When a baby is born with a heart defect, it is called congenital heart disease. One of the primary goals in treating a newborn with congenital heart disease is making sure that the baby receives enough calories to
- support growth, and
- make up for the fact that the infant’s body and heart have to work harder to support vital life functions.
To gain weight, babies with congenital heart disease need to take in more calories than their bodies are burning, but it is not always as easy as just having them eat more. Often, their stomachs cannot hold larger amounts of formula or breast milk, or they just tire out before they can drink it all. If you are the parent of an infant with congenital heart disease, your pediatrician or cardiologist may recommend increasing the calories of your baby’s formula or breast milk.
Basic formula and human breast milk both have 20 calories per ounce. There are some increased calorie formulas available, or your doctor may give you instructions on how to mix your baby’s formula at home to provide more calories per ounce. A baby with congenital heart disease may require milk that is 24 to 30 calories per ounce. Breast milk can be fortified to increase the calories. To increase the calories of the breast milk, you would need to pump and then mix in the fortifier (your doctor will provide instructions).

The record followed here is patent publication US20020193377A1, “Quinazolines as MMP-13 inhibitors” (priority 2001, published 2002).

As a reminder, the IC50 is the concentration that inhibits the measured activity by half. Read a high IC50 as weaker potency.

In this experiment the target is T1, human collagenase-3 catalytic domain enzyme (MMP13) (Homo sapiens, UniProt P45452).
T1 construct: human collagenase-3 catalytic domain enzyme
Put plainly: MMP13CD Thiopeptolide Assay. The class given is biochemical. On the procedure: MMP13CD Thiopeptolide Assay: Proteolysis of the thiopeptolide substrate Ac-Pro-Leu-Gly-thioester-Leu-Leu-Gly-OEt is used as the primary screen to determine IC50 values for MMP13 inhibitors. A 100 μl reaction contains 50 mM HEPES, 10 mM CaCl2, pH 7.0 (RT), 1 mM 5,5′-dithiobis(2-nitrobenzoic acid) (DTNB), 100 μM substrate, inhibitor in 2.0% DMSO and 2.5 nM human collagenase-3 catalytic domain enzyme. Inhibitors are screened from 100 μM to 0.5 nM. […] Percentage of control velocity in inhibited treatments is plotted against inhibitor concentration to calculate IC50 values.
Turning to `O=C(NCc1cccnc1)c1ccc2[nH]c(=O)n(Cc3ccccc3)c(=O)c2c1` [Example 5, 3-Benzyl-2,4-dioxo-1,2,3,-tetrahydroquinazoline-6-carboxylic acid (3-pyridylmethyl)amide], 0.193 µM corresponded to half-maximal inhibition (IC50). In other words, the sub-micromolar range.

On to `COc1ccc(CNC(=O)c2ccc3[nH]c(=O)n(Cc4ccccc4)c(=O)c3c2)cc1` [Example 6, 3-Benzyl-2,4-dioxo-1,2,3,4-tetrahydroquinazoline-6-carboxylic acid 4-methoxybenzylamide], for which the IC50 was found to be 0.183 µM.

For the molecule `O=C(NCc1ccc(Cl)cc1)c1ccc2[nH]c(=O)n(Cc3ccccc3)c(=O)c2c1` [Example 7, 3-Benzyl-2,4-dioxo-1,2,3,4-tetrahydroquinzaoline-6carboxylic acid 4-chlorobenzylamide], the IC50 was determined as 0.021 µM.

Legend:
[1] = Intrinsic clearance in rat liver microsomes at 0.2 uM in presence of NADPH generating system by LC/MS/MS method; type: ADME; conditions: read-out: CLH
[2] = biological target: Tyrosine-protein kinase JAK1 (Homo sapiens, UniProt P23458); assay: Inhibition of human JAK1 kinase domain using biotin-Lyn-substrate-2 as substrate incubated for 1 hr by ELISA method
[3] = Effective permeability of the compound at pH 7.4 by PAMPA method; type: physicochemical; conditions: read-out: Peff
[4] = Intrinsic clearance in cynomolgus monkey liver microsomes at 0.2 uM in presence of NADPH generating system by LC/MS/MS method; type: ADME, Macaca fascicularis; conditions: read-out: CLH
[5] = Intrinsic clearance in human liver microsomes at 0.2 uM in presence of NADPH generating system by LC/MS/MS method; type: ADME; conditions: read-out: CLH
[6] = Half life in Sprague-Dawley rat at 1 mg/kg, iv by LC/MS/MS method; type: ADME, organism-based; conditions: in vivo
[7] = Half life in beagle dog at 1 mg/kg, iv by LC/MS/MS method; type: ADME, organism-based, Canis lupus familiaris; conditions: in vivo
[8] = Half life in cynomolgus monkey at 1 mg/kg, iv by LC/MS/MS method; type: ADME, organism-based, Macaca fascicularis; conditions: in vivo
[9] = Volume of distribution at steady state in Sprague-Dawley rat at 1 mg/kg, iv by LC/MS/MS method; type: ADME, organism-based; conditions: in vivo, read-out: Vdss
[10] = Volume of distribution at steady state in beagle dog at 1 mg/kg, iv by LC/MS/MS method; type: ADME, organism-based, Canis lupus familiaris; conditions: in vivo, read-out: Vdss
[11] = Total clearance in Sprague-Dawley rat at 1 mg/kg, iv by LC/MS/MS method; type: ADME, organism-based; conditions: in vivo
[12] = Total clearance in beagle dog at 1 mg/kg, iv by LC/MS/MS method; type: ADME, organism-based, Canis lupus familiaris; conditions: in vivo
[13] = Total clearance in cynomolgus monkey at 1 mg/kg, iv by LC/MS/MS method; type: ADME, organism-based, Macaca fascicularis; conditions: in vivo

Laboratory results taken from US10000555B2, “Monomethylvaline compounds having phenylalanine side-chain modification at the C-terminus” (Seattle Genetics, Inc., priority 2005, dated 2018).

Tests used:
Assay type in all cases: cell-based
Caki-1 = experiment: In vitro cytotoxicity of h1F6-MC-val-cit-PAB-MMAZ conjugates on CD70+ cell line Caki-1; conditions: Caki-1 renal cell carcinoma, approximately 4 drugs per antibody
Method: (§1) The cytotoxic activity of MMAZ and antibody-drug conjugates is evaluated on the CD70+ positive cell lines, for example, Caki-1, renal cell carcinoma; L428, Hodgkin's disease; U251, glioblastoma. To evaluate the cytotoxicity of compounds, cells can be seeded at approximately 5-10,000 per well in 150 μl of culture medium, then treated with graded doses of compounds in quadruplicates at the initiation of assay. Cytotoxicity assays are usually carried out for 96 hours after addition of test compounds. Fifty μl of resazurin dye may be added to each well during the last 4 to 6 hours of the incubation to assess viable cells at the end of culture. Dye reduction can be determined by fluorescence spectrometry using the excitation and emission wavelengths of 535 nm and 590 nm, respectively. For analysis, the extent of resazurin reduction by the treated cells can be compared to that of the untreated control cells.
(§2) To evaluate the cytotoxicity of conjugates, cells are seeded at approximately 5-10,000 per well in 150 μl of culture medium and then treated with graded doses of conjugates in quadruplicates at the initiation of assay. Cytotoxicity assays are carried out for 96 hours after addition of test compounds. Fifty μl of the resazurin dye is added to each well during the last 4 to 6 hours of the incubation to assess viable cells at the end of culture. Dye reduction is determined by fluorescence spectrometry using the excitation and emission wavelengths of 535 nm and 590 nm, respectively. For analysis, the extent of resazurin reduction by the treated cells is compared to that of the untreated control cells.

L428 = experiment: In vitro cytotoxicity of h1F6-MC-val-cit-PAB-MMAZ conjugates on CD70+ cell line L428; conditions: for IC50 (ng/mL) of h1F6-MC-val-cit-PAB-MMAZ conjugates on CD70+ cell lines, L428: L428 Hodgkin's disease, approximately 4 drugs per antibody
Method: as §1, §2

Sometimes, even with increased calories, babies with congenital heart disease are not able to take in enough by mouth to gain weight. In this case, your baby may need to have a nasogastric (NG) tube placed. This is a small flexible tube that is placed in your baby’s nose and passed down into the stomach. This allows for formula or breast milk to be given without your baby having to burn so many calories to take it by mouth.